Will Tiny Snorers Turn into Tiny Terrors?
If your baby or toddler’s frequent snoring makes her sound like a pint-sized chainsaw at night, here’s why you might want to talk to your pediatrician about it.
According to a study in the journal Pediatrics, young children who snore are more likely to develop behavioral problems by the age of 7, including hyperactivity and inattention, anxiety and depression, conduct problems such as rule-breaking and aggressiveness, and problems with peer relationships.
All because they snore? Researchers in the study assessed more than 11,000 children in England, who were followed for six years, beginning when the kids were 6 months old. By age 4, children with “sleep-disordered breathing” were 20 percent to 60 percent more likely to have behavioral difficulties. By age 7, they were 40 percent to 100 percent more likely. The worst symptoms were associated with the worst behavioral outcomes.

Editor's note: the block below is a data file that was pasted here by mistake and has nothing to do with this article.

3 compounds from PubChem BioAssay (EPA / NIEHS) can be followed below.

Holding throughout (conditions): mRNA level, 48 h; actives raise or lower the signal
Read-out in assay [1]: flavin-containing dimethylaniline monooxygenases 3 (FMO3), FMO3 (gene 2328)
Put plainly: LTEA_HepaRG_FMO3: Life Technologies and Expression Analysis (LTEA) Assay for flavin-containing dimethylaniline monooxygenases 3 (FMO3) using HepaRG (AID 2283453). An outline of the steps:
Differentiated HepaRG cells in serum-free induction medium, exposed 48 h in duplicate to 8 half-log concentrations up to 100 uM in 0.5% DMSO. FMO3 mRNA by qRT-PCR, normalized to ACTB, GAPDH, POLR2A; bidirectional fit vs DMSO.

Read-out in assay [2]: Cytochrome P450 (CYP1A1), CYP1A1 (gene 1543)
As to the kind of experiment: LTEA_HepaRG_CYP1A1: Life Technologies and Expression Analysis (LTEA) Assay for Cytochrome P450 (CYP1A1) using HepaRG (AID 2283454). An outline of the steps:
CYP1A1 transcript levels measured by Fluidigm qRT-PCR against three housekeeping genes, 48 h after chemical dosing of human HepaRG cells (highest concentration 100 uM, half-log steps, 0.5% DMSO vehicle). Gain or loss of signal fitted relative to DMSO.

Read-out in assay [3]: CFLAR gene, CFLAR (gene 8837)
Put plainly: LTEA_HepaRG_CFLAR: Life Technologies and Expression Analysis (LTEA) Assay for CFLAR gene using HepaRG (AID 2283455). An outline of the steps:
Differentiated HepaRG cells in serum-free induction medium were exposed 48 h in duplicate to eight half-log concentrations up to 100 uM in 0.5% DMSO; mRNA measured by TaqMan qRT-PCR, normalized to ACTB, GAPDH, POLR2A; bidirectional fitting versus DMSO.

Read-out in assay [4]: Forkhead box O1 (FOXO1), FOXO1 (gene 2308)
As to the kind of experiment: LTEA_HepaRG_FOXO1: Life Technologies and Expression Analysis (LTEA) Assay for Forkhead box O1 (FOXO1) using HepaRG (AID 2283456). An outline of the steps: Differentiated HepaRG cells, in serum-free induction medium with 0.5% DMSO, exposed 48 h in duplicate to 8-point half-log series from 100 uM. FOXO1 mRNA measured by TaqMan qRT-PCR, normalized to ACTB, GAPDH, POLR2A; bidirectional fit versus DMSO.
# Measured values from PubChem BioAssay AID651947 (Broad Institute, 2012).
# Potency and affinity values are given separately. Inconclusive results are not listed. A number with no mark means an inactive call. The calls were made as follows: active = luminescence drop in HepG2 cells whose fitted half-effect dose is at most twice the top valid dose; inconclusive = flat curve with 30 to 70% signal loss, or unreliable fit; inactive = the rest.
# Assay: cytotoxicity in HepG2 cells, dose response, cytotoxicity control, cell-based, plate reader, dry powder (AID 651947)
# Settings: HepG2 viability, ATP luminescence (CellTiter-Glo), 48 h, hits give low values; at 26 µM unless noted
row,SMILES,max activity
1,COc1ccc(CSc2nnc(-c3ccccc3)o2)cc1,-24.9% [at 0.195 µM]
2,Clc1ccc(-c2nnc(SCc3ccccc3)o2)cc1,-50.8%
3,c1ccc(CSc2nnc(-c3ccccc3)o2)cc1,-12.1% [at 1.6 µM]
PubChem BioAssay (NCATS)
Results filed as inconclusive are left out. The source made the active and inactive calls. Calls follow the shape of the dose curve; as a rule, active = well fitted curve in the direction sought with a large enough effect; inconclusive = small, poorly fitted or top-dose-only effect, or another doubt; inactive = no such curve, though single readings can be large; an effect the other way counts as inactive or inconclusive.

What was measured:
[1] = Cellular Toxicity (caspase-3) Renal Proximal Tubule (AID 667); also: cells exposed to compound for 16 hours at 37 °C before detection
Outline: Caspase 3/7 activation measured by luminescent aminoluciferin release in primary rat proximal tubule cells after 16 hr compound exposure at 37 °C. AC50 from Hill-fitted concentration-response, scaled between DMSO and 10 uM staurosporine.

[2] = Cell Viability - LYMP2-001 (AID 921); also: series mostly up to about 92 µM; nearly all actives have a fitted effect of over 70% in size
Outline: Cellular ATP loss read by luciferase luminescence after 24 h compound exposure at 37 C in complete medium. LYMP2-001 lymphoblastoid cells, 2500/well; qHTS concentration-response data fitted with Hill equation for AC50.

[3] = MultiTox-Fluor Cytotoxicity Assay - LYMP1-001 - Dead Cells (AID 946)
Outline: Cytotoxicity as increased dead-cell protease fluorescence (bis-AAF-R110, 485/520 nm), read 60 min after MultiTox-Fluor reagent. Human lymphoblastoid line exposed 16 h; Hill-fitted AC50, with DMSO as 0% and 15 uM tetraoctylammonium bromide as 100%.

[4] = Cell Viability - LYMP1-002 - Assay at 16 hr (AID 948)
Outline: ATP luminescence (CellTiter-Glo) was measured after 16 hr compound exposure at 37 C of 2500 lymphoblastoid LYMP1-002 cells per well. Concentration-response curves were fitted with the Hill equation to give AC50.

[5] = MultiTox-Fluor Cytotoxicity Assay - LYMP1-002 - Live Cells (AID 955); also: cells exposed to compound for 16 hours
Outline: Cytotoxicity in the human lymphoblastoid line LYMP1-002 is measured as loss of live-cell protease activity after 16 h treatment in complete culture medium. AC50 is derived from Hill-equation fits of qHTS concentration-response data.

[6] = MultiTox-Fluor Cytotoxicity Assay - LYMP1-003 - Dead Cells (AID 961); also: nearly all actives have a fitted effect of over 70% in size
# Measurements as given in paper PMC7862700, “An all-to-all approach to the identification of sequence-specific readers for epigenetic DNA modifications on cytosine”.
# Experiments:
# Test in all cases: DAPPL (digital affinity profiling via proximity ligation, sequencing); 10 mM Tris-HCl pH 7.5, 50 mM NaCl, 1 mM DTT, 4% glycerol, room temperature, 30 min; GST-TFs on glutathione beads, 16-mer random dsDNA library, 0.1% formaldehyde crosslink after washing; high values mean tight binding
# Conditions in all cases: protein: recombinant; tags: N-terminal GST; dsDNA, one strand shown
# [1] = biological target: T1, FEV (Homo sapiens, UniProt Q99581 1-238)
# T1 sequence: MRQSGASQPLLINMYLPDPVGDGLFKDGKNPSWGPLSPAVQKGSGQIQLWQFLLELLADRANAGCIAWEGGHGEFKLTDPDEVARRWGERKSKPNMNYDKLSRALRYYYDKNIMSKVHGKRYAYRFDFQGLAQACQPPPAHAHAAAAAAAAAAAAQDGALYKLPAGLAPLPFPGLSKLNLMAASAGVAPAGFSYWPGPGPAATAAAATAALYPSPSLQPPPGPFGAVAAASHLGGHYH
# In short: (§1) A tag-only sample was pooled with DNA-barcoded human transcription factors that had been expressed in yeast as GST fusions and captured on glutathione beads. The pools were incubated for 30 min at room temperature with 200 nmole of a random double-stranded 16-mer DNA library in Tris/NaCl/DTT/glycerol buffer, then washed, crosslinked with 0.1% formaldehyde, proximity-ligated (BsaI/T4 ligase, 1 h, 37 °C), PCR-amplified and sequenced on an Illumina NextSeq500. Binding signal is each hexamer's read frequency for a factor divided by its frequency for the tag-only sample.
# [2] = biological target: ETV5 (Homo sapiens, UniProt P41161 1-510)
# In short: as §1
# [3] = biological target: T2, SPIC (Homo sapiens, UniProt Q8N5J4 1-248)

If you have woken yourself up with your own snoring, you already know what the underlying problem likely is here: snoring, sleep apnea, and other related sleep-disordered problems interfere with quality of rest. Because interrupted sleep leaves kids overtired, “this may contribute to behavioral issues, such as being easily distracted, hyperactivity, and irritability,” says Karen Bonuck, a professor of family and social medicine at Albert Einstein College of Medicine of Yeshiva University in New York City, and the study’s lead author (via the Philadelphia Inquirer).
For parents, Bonuck says to pay close attention to your child’s sleep, and if you think something is going on, don’t hesitate to consult a pediatrician or a sleep specialist. “We are sleeping to restore our brains, and sleep-disordered breathing interferes with that process. For kids, these are critical periods in brain development,” she explains.
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